Updated Tuesday – Montgomery County police Officer James Herman made a traffic stop on I-270 Sunday afternoon, a decision that “put him in the right place at the right time” to save the life of a 9-month-old baby.
Herman, an 11-year veteran and patrol officer in the Bethesda-based 2nd District, was talking to the driver he stopped at about 4:23 p.m. on the left shoulder of northbound I-270, just south of the sign for the Muddy Branch Road exit in Gaithersburg.
Another car pulled up behind Herman’s police cruiser. Herman said a man and a woman got out of the car and began frantically pleading with him for help with the baby girl, who was unresponsive.
“Her eyes were starting to roll back and her face was starting to turn gray or blueish,” Herman said Monday. “It felt like precious seconds are ticking away.”
While holding the baby in his arms, Herman began performing CPR. He said a firefighter from out-of-state—a man who didn’t give his name—soon showed up on the scene to help and found the baby had a faint pulse. The man was later identified as Arkansas firefighter Brody Channell, who was in the area for the National Firefighters Memorial Service that happened just hours earlier.
“You could see almost instantly, her eyes came back. She became attentive to our fingers and she was grabbing our hands,” Herman said. “Then, she started crying and that’s a good thing.”
An ambulance arrived and transported the baby, Kenzlee Mae Cushman, to Adventist HealthCare Shady Grove Medical Center. Stephen Mann, the Montgomery County Fire and Rescue Service battalion chief who responded to the incident, said Sunday he was told the baby is doing better “and only still alive due to the quick actions of Officer Herman and the unknown civilian who assisted him.”
On Monday, Cushman was recovering at a hospital near her home in West Virginia. She was born with a heart defect, according to her parents.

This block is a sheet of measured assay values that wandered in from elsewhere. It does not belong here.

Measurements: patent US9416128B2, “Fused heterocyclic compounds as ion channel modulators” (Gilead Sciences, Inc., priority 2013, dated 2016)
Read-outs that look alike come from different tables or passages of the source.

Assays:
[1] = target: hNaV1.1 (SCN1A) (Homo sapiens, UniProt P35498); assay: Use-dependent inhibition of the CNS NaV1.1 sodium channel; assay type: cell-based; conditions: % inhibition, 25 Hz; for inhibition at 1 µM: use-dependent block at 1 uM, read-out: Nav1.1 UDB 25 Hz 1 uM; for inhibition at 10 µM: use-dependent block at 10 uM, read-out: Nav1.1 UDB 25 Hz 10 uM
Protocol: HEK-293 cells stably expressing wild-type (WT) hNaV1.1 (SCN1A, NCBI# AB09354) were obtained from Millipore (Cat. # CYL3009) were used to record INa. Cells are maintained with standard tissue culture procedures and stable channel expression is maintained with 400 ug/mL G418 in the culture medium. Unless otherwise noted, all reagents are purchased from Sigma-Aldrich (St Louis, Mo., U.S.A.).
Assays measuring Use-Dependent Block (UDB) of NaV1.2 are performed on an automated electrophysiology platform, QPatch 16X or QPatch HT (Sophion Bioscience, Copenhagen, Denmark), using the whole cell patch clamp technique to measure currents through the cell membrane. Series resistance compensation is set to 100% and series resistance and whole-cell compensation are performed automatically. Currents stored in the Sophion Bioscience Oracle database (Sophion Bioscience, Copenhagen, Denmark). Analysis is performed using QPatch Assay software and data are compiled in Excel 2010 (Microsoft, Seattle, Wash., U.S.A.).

The woman with the baby identified herself as the child’s grandmother, while Herman said the man appeared to be a family member, though he’s not sure how the two might’ve been related.
Montgomery County police officers receive CPR and other emergency medical training during their time in the police academy and during annual in-service training sessions.
Herman also got medical training as a medic in the military, though he was never deployed and said Sunday’s incident was the first time he ever had to do CPR in the field.
“Hopefully, I never have to again,” Herman said.
Herman, 36, has been based in Bethesda’s 2nd District his entire career with the department. He lives in Frederick County, and was on his way home when he made the traffic stop Sunday afternoon.
“To me, I feel like any one of these other guys who are out there would’ve done the same thing and would’ve gotten the same results,” Herman said. “Us being police officers, we all really have the same personality. We all want the football in the fourth quarter. Not everybody gets that chance. I just happened to be in the right place at the right time and got the chance.”
Capt. David Falcinelli, commander of the 2nd District, praised Herman’s efforts.
“He followed his training and his efforts resulted in a positive outcome,” Falcinelli said.